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Wells Fargo’s Response to Durbin Amendment

August 17, 2011

Wells Fargo Reacts to Durbin Amendment

Wells Fargo announced Tuesday it will start charging a $3 monthly fee for debit card usage to customers in Georgia, New Mexico, Nevada and Oregon beginning Oct. 14.//

“We regularly review our pricing and take into account the needs of our customers, industry trends, the market competition, and our cost of doing business,” a Wells Fargo spokeswoman said. Customers who don’t use their card during the month won’t be charged the fee and the fee will be waived for select accounts, she added.


As discussed in the FMSI white paper: The Impact of Federal Regulations on the Financial Services Industry, banks are taking a huge hit to their revenue stream from the Durbin AmendmentCharging additional fees directly to the consumer was a concern opponents of the amendment had.  Time will tell how consumers react to this $3 per month charge.  I for one am very curious to see how this beta test goes for Wells Fargo.

Excerpts taken from CNN Money article, Wells Fargo to test $3 a month debit card fee

3 Comments leave one →
  1. October 20, 2011 8:47 pm

    We just got Sen. Durbin’s response to Wells Fargo’s response. His calculations are correct, but what is his point? He accuses Wells Fargo of attempting to make a profit, “[i]nstead of making up costs.” Is Wells Fargo supposed to charge for its services just enough to cover its expenses? What about its shareholders’ interests?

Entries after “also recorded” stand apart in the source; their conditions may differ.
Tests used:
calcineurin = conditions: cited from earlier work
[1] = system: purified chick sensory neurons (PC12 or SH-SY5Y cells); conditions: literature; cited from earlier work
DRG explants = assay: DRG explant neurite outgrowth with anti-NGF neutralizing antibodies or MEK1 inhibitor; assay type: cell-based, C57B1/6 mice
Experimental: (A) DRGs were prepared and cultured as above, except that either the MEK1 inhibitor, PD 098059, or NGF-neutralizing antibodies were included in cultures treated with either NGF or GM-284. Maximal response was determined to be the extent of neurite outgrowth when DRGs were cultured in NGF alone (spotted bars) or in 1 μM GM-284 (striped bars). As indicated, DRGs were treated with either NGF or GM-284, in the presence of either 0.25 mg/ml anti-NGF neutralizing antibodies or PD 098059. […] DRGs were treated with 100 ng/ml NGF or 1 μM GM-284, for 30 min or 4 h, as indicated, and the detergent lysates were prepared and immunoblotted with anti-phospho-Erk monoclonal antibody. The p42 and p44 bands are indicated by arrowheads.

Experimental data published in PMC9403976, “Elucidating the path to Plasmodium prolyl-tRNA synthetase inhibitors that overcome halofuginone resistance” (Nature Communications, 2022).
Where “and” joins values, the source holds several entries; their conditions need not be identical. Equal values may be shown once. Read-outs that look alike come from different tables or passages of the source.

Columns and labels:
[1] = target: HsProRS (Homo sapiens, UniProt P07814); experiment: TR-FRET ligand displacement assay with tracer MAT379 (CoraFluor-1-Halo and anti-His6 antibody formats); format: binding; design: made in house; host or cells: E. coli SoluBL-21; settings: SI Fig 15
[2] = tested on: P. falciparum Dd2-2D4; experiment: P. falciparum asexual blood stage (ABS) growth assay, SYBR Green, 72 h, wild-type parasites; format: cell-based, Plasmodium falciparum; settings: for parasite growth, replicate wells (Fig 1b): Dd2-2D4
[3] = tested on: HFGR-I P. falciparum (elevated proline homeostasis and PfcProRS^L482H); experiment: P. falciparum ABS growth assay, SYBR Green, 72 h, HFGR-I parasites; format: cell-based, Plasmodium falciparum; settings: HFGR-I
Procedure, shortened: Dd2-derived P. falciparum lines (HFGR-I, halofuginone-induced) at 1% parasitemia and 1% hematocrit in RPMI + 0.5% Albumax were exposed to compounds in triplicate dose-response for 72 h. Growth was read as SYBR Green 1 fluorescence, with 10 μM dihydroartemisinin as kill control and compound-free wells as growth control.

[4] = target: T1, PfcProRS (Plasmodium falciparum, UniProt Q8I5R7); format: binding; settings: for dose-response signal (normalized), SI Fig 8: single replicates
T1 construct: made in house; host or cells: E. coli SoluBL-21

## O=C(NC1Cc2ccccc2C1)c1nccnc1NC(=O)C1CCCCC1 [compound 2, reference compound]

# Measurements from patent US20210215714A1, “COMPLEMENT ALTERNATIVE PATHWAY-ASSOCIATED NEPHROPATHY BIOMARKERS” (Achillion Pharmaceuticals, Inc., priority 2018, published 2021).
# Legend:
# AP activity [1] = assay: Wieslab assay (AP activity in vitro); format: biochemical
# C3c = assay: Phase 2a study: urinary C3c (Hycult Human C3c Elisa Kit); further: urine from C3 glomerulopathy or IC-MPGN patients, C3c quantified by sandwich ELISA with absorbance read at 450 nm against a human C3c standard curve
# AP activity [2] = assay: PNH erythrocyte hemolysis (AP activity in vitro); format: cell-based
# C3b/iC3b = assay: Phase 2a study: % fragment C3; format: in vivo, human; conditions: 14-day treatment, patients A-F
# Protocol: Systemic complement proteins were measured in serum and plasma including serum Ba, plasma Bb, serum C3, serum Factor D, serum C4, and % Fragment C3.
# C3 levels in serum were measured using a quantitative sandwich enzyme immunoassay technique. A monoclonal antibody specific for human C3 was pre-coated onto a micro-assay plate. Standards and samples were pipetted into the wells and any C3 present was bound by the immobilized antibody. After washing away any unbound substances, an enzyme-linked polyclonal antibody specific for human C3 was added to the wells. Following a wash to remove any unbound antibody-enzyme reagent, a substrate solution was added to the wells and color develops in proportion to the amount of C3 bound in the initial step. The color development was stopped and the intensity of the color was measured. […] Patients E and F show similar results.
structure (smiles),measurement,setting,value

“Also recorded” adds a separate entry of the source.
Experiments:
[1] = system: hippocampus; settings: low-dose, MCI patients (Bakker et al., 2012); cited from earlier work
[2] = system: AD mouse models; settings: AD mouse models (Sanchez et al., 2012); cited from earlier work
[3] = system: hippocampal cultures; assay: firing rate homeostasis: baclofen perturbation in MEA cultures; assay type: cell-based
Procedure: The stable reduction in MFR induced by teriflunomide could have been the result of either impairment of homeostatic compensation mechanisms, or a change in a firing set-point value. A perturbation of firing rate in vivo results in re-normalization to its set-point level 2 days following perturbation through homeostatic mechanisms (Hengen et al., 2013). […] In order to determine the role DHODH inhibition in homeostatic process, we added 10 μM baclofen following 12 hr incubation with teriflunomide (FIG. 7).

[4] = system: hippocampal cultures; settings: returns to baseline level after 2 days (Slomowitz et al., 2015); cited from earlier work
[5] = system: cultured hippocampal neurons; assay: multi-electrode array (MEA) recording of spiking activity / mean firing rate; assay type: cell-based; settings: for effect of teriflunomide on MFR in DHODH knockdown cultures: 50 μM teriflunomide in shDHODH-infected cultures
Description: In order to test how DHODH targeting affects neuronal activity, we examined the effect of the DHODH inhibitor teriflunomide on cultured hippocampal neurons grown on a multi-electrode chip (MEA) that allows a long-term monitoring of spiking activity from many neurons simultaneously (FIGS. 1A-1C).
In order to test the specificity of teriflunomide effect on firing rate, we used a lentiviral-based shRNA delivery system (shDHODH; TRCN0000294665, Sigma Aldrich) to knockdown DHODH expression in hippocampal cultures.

But what Sen. Durbin doesn’t mention in his letter is that the lost profits from interchange fees that Wells Fargo is now looking for ways to make up for have not actually disappeared into thin air, nor are they being passed on to consumers. Far from it. The $7 billion or so in annual interchange fees that the Durbin Amendment is costing issuers, are now being collected by retailers and most of it – by big-box stores (e.g. Wal-Mart and Target). It is up to them alone to pass any portion of the windfall on to consumers. If you believe that this will happen, well, I have a news for you.

    The bottom line is that we are now suffering through the entirely predictable side effects of the Durbin Amendment’s passing, for which everyone who was paying attention warned when it was first proposed. Sen. Durbin should stop bullying businesses for acting in their shareholders’ best interests.


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